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Scarlet Waxcap

Edible Edible
Autumn Autumn
Winter Winter

The Scarlet Waxcap is one of the smaller red waxcaps, can grow in large numbers in the right conditions and can be more gregarious than other red waxcaps and can be found in several different environments. Being fairly rare though and small this beautiful mushroom, although edible, is better to admire and photograph than to pick for any reason unless found in very large numbers.

Mushroom Type
Common Names Scarlet Waxcap,Scarlet Hood
Scientific Name Hygrocybe coccinea
Season Start Sep
Season End Dec
Average Mushroom height (CM) 5
Average Cap width (CM) 4
Please note that each and every mushroom you come across may vary in appearance to these photos.


Conical/bell-shaped, can open to convex or flat with age. Starting deep scarlet but fading to orange/red/yellow.


Gills starting orange/red becoming yellow to cream with age. Joined to stem. Not crowded.


Scarlet to orange red, yellowing slightly towards the base. Hollow.


Red or concolourous with the outside of the mushroom.


Fields, meadows, heaths, open woodland, grasslands, lawn and roadsides but they prefer land that has not been fertilised, treated with chemicals or ploughed.

Possible Confusion

The Crimson Waxcap, Hygrocybe punicea, pictured, or the Splendid Waxcap, Hygrocybe splendidissima. The Crimson Waxcap is larger and has a thicker stem and mainly white flesh, the Splendid Waxcap has an irregular, wavy, flattened stem.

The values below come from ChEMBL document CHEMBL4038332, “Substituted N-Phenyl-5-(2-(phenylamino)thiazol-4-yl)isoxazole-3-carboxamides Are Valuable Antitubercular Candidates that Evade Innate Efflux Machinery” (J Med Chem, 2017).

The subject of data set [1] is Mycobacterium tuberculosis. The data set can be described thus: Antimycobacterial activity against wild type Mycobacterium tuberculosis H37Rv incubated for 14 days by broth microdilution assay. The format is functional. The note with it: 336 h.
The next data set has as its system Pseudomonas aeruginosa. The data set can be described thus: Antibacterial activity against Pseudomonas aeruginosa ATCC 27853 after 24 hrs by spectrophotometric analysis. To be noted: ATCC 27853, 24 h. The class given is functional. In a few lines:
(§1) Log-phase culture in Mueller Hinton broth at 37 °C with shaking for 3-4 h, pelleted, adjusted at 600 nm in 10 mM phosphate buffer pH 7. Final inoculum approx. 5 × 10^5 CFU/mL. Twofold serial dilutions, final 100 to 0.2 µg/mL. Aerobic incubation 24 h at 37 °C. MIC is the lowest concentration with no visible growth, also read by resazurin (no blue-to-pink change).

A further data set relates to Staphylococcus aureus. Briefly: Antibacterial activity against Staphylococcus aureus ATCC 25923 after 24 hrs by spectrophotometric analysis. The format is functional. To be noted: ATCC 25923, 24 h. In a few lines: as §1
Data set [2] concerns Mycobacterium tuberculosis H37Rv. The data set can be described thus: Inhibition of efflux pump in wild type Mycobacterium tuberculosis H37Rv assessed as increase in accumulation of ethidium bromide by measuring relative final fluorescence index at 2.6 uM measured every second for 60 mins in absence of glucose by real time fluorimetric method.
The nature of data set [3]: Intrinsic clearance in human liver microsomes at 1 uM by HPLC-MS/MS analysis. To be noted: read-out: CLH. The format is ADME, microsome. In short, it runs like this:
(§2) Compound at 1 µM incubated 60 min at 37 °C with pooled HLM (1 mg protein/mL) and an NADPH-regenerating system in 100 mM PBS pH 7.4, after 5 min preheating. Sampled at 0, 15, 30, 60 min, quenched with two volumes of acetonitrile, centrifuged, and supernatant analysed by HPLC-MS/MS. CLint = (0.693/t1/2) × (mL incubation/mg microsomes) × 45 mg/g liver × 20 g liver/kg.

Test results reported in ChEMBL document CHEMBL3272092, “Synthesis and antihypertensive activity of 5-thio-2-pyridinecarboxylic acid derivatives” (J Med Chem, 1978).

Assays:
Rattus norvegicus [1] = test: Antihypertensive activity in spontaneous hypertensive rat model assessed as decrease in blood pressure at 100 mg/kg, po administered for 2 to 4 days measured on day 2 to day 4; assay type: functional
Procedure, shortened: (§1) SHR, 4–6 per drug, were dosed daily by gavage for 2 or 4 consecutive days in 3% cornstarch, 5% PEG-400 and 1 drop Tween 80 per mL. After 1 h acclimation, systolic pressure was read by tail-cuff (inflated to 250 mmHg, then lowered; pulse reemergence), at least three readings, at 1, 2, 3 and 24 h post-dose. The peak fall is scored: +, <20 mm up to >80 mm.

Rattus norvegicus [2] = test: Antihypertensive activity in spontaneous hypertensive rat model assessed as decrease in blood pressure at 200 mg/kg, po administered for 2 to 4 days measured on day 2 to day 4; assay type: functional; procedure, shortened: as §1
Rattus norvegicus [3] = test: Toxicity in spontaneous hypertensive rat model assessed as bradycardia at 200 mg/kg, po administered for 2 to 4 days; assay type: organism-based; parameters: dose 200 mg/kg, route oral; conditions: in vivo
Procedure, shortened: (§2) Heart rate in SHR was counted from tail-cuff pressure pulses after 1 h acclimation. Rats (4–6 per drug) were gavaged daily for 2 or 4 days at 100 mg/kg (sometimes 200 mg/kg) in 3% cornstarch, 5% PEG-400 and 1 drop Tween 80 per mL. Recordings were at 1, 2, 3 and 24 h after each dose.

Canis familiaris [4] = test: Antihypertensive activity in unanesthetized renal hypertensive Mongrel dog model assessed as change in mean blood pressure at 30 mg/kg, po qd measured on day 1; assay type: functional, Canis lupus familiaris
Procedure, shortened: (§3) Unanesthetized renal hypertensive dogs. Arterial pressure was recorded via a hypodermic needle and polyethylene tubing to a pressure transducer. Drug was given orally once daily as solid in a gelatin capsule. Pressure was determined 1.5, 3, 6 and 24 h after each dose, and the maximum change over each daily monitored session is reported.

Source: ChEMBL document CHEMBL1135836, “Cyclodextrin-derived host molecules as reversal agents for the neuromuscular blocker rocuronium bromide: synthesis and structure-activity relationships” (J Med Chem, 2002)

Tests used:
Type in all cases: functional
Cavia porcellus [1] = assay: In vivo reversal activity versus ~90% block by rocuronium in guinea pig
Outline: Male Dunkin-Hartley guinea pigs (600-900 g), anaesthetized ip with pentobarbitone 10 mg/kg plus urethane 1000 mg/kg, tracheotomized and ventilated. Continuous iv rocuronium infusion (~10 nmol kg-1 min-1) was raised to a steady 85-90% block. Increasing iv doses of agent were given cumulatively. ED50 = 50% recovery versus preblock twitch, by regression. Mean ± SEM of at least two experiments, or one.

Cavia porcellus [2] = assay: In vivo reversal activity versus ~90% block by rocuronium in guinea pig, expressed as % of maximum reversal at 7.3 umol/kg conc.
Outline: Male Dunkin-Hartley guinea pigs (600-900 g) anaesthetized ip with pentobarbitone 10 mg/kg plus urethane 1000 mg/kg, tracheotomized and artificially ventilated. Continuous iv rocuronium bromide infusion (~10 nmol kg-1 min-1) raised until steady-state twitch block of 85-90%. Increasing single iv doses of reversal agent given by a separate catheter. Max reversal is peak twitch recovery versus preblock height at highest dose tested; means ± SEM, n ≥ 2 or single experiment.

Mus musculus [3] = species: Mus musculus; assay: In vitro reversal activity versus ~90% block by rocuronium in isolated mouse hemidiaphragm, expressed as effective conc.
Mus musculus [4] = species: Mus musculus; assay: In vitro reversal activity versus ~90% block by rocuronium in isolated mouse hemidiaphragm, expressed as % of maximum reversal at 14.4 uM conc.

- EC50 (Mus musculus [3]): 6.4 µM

The Blackening Waxcap, Hygrocybe nigrescens and the Conical Waxcap, Hygrocybe conica but both blacken on cutting or with age.

Spore Print

White to pale yellow. Ellipsoid.

Taste / Smell

Not strong tasting but a colourful addition to any meal if there are a lot about.


Fairly common.

Other Facts

Waxcaps are becoming fairly rare due to loss of habitat so they should only be eaten when found in profusion and some mushrooms should always be left behind.


2 comments for Scarlet Waxcap

  1. Jane says:

    I have found what I think is a scarlet wax cap in my garden, when clearing out very deep well rotted leaf material. There was about 3 individual caps about 1ft apart. It’s March so not sure why they are around. One was growing in a well rotted dead branch. It doesn’t have gills though. I live in Cornwall about 600ft above sea level

    1. Eric Biggane says:

      They sound like Scarlet Elf Cups which are around now and grow on rotting wood.

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